Core benefits of Neurotar’s mouse locomotion-tracking solution include:

  • High acquisition rate (200 fps)
  • High spatial resolution (0,5 mm)
  • Compactness (the sensor board is mounted inside the air dispenser: no extra space is required)
  • Imperviousness to lighting conditions and objects in the setup (magnets are unaffected by light and they “see through” objects)
  • Comprehensive software (data on the speed & velocity; heat-maps; integration with operant conditioning).

The second generation of Neurotar’s mouse locomotion-tracking solution

In 2023, we have updated locomotion tracking hardware and software to further improve the precision & speed of acquiring the locomotion data and enhance connectivity with external equipment. The second generation of locomotion tracking offers these additional benefits:

  • Increased accuracy of position readings, and ability to detect lower amplitude movements;
  • Improved synchronization between locomotion and neuronal activity;
  • The ability to synchronize with up to six external devices with different voltage specifications;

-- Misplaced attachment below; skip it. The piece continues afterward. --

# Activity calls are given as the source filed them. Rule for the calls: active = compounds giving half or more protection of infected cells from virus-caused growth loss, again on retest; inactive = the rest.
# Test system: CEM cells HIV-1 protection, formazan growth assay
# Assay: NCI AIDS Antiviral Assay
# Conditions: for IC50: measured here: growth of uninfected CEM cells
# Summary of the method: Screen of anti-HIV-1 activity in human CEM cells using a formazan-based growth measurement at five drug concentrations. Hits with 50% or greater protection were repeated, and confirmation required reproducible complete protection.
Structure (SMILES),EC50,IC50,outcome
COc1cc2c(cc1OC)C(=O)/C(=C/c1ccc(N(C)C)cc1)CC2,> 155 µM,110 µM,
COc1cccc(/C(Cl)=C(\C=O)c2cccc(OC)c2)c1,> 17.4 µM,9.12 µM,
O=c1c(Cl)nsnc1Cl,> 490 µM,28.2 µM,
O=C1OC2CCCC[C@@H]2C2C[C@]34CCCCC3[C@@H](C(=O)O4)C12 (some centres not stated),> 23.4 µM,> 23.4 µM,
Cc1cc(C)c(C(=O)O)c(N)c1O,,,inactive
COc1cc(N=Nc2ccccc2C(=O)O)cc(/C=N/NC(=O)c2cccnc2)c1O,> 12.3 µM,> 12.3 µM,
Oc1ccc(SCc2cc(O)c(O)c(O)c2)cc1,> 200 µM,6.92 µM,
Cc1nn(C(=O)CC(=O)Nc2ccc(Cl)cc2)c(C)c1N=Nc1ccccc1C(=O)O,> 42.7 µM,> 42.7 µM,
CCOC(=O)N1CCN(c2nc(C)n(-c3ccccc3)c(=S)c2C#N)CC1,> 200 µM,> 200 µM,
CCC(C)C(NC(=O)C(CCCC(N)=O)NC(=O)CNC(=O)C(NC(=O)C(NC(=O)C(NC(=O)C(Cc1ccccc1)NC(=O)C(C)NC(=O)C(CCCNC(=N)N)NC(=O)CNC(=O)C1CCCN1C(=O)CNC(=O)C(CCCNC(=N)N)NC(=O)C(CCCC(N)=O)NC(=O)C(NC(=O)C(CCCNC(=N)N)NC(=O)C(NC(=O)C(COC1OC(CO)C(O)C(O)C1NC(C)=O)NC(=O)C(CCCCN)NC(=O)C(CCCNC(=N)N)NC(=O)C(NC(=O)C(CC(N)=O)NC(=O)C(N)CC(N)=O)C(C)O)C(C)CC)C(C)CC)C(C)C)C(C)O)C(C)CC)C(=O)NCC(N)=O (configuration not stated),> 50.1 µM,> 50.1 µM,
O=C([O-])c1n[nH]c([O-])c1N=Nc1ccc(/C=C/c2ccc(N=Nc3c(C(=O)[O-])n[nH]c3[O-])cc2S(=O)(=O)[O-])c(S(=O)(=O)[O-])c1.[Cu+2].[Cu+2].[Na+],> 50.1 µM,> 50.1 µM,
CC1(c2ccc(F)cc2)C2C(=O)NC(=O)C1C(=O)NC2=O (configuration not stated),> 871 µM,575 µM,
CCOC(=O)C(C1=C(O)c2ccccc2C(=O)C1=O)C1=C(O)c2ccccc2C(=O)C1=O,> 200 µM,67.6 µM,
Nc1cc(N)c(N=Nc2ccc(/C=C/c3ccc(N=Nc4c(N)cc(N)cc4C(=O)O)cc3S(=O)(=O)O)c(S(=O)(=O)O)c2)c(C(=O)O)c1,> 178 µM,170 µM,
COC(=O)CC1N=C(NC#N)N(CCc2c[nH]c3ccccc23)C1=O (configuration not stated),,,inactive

• Synchronization with imaging hardware without an electrical connection (Optosync, see below);
  • Greatly improved synchronization accuracy with external hardware and software;
  • Multiple functional and user interface improvements in the software;
  • ECU’s improved look, feel, and functionality: Increased number of I/O ports (6 ports that support four voltage specifications 1.8 V, 2.5 V, 3.3 V, 5.0 V), I/O ports’ status indicators and more user-friendly I/O port’s connectors (SMA);
  • Improved electrical shielding (ECU).


We have added the Optosync function to enable the highly accurate synchronization of the locomotion and the imaging data without an electrical connection. This feature is indispensable for optical microscopes that do not have a TTL output.

The Optosync probe, included with the Mobile HomeCage (standard or large) or as part of a locomotion tracking upgrade, is positioned close to the light source. It records changes in light intensity and generates a virtual TTL signal when a defined threshold is crossed.

Optosync makes our locomotion tracking solution easily compatible with any optical microscope that produces pulsed light, eliminating the need for intermediary solutions, such as dedicated synchronization hardware (e.g., a NI board) or DIY solutions. The imaging and locomotion data are recorded simultaneously and paired via timestamp, enhancing the efficiency and accuracy of research.


Mouse locomotion tracking is an invaluable tool for researchers seeking to combine high-precision imaging or recording with behavioral experiments. It opens up multiple possibilities for research: